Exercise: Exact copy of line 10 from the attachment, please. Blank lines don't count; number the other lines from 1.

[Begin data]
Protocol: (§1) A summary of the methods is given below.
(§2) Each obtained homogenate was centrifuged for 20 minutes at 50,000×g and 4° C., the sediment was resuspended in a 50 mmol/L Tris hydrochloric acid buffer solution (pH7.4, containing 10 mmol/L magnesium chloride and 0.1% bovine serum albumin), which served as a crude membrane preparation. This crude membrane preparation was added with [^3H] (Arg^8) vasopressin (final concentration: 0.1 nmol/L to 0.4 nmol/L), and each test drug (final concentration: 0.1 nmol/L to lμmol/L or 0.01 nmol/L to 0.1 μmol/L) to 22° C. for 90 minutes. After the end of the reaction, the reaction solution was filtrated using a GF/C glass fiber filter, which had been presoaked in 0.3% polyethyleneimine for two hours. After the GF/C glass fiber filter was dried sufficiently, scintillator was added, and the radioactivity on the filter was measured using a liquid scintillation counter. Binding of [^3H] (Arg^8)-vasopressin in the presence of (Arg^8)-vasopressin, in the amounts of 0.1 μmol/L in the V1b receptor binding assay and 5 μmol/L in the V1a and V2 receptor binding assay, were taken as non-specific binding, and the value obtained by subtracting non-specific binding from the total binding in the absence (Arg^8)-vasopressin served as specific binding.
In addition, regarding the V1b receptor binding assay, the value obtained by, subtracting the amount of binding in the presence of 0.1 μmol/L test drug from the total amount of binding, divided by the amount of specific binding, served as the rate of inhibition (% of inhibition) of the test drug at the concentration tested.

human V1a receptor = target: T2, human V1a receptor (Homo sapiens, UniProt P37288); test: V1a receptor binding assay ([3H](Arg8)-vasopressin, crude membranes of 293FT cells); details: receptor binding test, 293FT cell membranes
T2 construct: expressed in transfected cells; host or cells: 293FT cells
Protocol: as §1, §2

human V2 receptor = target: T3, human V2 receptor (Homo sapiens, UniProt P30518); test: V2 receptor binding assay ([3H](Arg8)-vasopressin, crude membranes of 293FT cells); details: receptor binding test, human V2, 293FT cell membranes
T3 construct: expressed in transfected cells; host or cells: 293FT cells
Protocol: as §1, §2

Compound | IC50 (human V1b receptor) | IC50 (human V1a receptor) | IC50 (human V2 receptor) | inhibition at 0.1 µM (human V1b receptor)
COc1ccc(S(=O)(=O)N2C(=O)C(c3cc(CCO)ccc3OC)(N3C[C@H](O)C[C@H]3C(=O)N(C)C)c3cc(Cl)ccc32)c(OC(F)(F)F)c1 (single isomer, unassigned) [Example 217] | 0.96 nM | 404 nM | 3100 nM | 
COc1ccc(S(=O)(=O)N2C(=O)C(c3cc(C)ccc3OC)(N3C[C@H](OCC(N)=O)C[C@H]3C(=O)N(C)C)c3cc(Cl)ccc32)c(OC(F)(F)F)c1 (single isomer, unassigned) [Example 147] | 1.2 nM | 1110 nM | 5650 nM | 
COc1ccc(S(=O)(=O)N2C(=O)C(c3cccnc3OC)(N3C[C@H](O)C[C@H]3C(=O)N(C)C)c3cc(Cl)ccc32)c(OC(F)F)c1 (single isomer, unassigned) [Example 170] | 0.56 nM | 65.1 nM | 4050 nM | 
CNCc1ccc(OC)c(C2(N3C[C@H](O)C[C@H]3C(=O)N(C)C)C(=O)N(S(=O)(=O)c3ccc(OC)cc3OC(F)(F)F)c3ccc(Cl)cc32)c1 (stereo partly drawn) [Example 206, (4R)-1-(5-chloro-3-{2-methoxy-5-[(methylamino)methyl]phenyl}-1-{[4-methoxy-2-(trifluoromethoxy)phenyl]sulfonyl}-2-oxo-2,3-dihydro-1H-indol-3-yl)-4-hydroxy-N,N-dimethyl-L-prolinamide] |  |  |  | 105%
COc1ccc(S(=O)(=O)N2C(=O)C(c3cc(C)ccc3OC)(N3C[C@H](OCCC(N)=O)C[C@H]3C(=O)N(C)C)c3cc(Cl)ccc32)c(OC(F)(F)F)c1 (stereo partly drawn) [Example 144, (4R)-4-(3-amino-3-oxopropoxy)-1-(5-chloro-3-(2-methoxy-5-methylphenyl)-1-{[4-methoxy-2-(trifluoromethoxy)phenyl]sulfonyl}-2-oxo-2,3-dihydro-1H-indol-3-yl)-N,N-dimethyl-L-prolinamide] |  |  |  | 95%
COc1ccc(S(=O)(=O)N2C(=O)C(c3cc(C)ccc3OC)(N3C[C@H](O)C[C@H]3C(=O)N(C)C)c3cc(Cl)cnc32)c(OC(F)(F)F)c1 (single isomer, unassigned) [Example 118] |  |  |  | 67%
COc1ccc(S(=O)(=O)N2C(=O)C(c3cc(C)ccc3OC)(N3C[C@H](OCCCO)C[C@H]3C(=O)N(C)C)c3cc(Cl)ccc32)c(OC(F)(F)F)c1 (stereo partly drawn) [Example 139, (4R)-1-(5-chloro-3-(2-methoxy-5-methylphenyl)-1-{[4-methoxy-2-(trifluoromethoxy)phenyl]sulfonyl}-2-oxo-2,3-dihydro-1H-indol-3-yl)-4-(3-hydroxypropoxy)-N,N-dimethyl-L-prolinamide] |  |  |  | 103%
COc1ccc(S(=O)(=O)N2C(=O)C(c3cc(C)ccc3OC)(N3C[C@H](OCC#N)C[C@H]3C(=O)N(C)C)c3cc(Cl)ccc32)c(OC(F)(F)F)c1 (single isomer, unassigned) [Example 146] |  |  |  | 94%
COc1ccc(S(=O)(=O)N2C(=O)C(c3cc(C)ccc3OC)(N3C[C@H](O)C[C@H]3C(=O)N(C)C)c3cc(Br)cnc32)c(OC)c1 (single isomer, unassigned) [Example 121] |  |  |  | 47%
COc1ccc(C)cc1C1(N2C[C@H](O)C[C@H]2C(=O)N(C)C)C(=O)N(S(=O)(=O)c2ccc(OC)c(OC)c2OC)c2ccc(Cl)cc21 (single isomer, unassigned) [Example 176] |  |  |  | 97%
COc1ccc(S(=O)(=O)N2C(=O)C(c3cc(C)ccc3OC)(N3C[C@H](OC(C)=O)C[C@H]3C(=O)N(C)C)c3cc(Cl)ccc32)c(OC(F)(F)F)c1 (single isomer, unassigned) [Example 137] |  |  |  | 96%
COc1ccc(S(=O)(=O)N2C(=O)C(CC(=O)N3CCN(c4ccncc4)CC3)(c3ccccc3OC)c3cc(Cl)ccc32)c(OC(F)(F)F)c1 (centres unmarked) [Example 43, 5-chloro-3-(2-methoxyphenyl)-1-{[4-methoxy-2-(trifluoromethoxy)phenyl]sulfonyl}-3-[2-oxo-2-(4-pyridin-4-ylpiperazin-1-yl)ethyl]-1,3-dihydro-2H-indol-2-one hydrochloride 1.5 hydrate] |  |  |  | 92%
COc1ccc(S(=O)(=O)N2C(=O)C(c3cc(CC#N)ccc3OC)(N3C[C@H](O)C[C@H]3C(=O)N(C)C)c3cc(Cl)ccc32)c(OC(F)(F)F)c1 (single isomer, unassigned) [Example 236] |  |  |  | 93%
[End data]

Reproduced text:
Compound | IC50 (human V1b receptor) | IC50 (human V1a receptor) | IC50 (human V2 receptor) | inhibition at 0.1 µM (human V1b receptor)